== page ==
- There have been calls for abolishing Māori seats since soon after their founding.
- The Royal Commission in 1986 recommending NZ switch to MMP voting also called for their abolishment.
- Instead, they were maintained and changed from a fixed to floating number.
- Prof Philip Joseph: they are anachronistic, separatist, discriminatory, and threaten MMP electoral outcomes.
Examining the reasons for abolishing Māori seats
Maintaining Māori seats has been the status quo since their introduction in 1867 with the Māori Representation Act, but they have nonetheless been contentious. Let’s look at some of the arguments behind calls for their abolishment.
MMP’s success providing representation for Māori
In 1986, The Royal Commission on the Electoral System recommended changing how New Zealand votes from First Past the Post (FFP) to Mixed Member Proportional (MMP). They also recommended abolishing the Māori seats in favour of a common roll. However, Māori groups pushed back over concerns MMP would not deliver promised representation.
However, According to lawyer Jeremy Sparrow:
“MMP has delivered what the Royal Commission predicted [greater diversity in Parliament]… Moreover, the clear disparity of Māori parliamentary representation under FPP has largely been remedied. The number of Maori MPs in Parliament has increased as Maori are reasonably represented on party lists right across the political spectrum. MMP has also seen Māori MPs hold positions of power in government including ministerial portfolios. Thus, are the dedicated seats superfluous, under MMP, as the Royal Commission argued?”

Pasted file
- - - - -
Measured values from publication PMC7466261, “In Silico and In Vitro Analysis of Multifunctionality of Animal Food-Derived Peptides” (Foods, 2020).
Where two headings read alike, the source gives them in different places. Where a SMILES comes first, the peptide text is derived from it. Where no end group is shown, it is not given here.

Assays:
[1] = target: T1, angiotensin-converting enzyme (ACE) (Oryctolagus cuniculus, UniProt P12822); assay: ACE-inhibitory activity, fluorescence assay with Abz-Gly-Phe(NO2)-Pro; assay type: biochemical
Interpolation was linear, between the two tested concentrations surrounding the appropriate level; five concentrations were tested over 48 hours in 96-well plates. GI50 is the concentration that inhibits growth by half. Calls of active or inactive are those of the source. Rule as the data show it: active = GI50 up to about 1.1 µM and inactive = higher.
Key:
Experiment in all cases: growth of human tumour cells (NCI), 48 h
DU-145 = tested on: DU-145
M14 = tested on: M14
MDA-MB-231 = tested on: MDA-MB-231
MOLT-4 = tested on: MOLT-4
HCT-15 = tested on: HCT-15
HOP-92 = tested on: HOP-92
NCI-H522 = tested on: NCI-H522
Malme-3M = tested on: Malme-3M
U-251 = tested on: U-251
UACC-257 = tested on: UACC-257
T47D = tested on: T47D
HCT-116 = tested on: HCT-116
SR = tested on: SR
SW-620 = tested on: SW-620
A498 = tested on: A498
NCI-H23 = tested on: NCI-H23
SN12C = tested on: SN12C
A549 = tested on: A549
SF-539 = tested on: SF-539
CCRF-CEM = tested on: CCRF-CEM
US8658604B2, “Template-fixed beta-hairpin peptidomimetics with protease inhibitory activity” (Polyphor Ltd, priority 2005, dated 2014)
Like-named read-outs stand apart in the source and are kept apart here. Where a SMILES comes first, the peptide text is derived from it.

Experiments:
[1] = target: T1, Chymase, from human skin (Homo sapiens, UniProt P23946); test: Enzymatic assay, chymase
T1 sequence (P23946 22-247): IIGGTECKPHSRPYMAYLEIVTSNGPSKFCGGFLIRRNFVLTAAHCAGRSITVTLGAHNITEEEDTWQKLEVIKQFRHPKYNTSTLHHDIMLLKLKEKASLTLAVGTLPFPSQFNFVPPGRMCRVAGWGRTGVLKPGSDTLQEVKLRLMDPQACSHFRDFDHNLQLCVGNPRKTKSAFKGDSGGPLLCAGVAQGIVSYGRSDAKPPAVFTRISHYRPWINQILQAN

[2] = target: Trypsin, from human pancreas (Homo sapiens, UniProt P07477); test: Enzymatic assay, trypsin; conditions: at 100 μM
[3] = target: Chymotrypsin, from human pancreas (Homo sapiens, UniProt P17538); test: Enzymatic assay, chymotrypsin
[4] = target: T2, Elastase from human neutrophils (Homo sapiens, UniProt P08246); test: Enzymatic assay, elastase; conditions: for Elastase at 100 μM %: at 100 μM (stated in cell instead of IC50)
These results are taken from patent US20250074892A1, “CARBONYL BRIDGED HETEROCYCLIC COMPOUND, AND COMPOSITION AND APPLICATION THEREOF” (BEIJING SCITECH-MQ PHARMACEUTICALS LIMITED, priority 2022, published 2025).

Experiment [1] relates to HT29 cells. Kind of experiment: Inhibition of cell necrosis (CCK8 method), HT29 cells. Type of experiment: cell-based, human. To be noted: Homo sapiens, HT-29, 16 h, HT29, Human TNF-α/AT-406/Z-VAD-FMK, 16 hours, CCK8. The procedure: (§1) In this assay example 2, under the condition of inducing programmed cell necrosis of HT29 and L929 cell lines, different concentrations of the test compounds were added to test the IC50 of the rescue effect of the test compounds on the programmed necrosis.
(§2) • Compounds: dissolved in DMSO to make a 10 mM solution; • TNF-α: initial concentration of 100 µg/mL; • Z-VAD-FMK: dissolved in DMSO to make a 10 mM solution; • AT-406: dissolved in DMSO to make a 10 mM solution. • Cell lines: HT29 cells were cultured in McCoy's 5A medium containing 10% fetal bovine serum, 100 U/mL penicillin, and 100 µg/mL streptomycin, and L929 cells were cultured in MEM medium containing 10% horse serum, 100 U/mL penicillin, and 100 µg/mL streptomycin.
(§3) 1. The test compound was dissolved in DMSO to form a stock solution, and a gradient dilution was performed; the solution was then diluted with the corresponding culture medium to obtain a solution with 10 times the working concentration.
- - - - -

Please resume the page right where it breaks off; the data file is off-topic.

And while Māori have been overrepresented in Parliament since 2002, it should be noted that not all MPs of Māori descent necessarily represent Māori interests, as there really is no such universal agreement on what these interests are.
Māori seats as discriminatory
Sparrow asks “(D)o the seats not then represent a form of reverse discrimination based on ethnicity?”
Professor Philip Joseph says Māori seats are a form of “discriminatory privilege” and notes: “Separate Maori representation is not a Treaty of Waitangi right.”
“Liberal democracies espouse the elemental principle of ‘one person, one vote, one value’ and rail against electoral privilege based on racial or ethnic distinction,” he says.
“There are four reasons why the Maori seats should be abolished: they are anachronistic, they institutionalise Maori separatism, they represent a form of reverse discrimination and they threaten to manipulate MMP electoral outcomes through ‘overhang’.”
If a party wins more seats than their share of party votes warrant, “overhang” seats are added to Parliament. At the time of this writing, this could be the case with Te Pāti Māori in the 2023 general election.
In 1986, the Commission expressed concerns voting patterns in Māori electorates would create overhang seats, which potentially denies a party with over 50% of the party vote the right to form a government. A party could hold a “veto” over who governs by virtue of the Māori seats.
“Indeed, the overhang would ultimately trump proportionality,” says Sparrow.
The Commission recognised many Māori viewed Māori seats as “the last vestige of a lost autonomy”, but nonetheless, it was not “appropriate that any minority group should have the power of veto in the legislature of a democratic nation. The onus falls rather on the electoral system to ensure conditions are present under which Māori might enjoy their fair share of political power”.